ios uitableview
Rectangle 27 2

Are you sure you're looking at self.objTableView (the property's accessor method) and not objTableView (the instance variable you manually defined)? Do you have a @synthesize line? If you omitted your @synthesize line, it would have effectively done @synthesize objTableView = _objTableView; for you, defining an instance variable called _objTableView for your property called objTableView, and thus your manually defined instance variable, objTableView would never have been initialized.

It is recommended that you remove the manually defined instance variable and let the compiler synthesize that for you, and just define the property, thus:

@interface ProductsViewController : UIViewController<UITableViewDataSource, UITableViewDelegate>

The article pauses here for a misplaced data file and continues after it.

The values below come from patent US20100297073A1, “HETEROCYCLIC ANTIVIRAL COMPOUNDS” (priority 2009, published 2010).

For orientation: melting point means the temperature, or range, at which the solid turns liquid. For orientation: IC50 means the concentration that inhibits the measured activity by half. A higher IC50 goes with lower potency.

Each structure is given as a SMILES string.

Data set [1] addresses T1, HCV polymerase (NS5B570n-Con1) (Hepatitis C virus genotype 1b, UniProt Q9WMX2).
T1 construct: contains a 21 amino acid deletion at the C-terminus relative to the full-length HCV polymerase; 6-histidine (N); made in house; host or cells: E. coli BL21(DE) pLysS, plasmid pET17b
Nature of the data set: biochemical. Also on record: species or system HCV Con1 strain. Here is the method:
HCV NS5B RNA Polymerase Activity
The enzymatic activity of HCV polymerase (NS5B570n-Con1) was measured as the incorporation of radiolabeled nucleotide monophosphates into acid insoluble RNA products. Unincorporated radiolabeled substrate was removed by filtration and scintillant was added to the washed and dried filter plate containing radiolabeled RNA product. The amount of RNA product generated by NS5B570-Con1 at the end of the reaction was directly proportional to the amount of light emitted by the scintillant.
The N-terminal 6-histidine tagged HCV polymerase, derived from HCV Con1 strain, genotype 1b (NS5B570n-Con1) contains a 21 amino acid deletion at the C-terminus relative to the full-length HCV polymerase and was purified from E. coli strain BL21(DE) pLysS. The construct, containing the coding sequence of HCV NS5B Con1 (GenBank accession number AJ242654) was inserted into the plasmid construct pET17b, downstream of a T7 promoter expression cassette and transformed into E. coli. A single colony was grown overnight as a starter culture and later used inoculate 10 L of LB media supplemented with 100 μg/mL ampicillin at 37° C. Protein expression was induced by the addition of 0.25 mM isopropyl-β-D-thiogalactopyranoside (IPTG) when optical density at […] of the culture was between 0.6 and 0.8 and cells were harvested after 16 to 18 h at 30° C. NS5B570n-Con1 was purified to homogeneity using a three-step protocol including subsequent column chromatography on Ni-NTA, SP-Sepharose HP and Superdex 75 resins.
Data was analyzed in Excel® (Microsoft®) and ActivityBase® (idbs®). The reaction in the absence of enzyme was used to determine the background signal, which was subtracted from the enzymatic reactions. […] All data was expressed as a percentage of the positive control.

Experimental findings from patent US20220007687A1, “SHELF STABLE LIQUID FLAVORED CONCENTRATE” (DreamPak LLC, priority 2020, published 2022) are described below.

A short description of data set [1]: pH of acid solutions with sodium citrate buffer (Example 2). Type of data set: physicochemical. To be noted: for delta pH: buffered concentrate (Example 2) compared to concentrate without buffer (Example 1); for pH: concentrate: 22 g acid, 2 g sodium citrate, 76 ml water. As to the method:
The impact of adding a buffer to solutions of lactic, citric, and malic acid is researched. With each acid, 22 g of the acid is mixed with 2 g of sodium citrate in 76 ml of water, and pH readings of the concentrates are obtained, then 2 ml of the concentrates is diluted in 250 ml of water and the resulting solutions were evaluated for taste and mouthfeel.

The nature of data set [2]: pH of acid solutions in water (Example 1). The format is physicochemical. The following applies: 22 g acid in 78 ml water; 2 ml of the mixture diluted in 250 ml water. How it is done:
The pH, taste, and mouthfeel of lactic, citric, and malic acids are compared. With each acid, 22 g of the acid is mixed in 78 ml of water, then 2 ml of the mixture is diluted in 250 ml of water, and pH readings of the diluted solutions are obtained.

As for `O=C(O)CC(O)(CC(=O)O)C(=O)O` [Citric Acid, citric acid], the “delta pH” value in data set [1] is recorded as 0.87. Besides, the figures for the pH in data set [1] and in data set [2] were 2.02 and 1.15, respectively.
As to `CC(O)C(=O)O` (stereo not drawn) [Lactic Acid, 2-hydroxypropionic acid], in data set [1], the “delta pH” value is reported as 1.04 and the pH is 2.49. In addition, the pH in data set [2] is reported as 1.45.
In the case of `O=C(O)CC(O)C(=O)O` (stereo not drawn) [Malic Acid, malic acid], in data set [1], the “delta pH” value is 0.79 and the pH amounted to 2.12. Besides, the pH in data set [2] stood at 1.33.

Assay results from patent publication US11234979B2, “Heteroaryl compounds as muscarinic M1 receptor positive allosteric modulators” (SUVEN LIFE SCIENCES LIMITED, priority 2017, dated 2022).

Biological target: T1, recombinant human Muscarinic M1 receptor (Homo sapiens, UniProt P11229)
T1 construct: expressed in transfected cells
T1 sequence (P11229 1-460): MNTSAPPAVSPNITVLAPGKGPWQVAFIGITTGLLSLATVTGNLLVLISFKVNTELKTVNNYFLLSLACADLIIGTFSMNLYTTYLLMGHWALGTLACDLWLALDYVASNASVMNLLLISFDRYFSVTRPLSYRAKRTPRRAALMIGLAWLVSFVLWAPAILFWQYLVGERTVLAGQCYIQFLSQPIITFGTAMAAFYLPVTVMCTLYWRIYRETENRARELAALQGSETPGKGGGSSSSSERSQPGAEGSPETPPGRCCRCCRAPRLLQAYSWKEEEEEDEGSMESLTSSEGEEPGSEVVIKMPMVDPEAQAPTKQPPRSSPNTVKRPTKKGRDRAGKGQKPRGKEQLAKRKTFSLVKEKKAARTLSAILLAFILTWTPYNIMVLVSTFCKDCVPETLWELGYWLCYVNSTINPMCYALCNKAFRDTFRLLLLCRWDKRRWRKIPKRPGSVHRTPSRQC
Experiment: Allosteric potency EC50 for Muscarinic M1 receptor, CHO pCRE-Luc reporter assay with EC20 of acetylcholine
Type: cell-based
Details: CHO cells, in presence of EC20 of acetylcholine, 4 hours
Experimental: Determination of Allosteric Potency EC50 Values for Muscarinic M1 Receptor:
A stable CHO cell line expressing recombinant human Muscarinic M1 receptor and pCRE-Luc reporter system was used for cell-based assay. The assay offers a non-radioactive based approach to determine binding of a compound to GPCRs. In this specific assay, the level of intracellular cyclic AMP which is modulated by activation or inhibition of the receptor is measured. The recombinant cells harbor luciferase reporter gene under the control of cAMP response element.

// Following lines removed. Do not define the instance variable.
// Let the compiler synthesize it for you.
//
// {
//     IBOutlet UITableView *objTableView;
// }

@property(nonatomic,strong)IBOutlet UITableView *objTableView;

@end

The compiler will generate the instance variable for you, and unless to manually write your own @synthesize line, the compiler will name the instance variable _objTableView. If you ever need to reference the instance variable for your objTableView property (generally only needed in initializer and dealloc methods), remember to include the leading underscore. (The convention of the underscore is to minimize chances that you accidentally refer to the instance variable when you actually intended to use the self.objTableView accessor getter method.

Hi, Thanx for your quick reply, actually I already senthesized the property @synthesize objTableView; and BTW, I tested to remove th einstance declaration as you mention above, but the table view then gt werid behaviour (cell gets disappeared when click on it). And the table view always null.